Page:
Fresco’s “indentured servant” argument is logical — but Miano argues that Yoder’s offer of fast-track green cards will encourage even more Indians to become visa-workers via the H-1B program and the uncapped L-1 and OPT visa-worker programs. Any greater supply of visa-workers shrinks salaries for American graduates, and make it difficult for blue-collar parents to help their children get into white-collar jobs, he said.

Fresco also defended the Yoder amendment by saying it does not create additional H-1B visas:

But Fresco’s statement does not mention the L-1 visa-worker program — and there is no limit on the number of L-1 visas which Indian workers can use to get on Yoder’s fast-track to citizenship.

In 2013, Fresco served as the top immigration aide to Sen. Chuck Schumer during the “Gang of Eight” controversy. That bill allowed an unlimited number of foreign college-graduates to get jobs in the United States, Fresco told this reporter in 2013.

Yoder’s amendment was backed by Amazon. According to MyVisaJobs.com, Amazon has asked for 1,441 green cards for visa-workers since 2015. Half of those workers are from India, and one-seventh are from China.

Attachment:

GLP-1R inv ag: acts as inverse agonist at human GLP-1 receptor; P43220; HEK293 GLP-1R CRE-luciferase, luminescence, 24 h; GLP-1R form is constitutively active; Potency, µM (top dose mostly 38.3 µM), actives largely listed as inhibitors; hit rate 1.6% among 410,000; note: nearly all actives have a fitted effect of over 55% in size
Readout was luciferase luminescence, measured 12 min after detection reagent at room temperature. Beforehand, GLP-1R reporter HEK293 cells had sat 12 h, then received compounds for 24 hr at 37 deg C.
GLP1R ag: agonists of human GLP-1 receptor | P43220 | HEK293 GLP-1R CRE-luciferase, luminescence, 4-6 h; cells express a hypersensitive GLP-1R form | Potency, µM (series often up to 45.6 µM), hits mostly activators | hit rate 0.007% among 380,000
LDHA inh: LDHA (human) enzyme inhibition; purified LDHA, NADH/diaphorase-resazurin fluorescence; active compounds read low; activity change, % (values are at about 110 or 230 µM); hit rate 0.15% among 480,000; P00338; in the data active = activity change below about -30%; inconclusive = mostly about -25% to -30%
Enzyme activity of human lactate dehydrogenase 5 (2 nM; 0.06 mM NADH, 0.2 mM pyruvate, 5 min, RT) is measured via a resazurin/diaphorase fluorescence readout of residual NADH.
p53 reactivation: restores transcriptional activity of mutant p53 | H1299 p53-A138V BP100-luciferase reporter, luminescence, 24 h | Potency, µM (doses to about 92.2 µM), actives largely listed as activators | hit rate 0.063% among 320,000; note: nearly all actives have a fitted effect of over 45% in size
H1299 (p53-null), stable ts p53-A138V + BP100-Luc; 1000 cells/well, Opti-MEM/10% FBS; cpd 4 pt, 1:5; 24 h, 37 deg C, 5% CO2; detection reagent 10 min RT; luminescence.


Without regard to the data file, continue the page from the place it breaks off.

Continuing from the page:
Amazon also asks for hundreds of H-1B visas each year:

Amazon does not use L-1 workers, but many Indian subcontracting firms use large numbers of L-1 visa workers. The total number is hidden from the public because the Department of Homeland Security does not release the number of L-1B workers who are imported via “blanket petitions.”

Overall, the Washington-imposed economic policy of economic growth via immigration shifts wealth from young people towards older people by flooding the market with cheap foreign labor. That process spikes profits and Wall Street values by cutting salaries for manual and skilled labor offered by blue-collar and white-collar employees. The policy also drives up real estate priceswidens wealth-gaps, reduces high-tech investment, increases state and local tax burdens, hurts kids’ schools and college education, pushes Americans away from high-tech careers, and sidelines at least 5 million marginalized Americans and their families, including many who are now struggling with opioid addictions. Immigration also pulls investment and wealth away from heartland states because investment flows towards the large immigrant populations living in the coastal states.

Got any tips about the H-1B, L-1 and OPT programs?  Email Neil Munro here or at NMunro@Breitbart.com.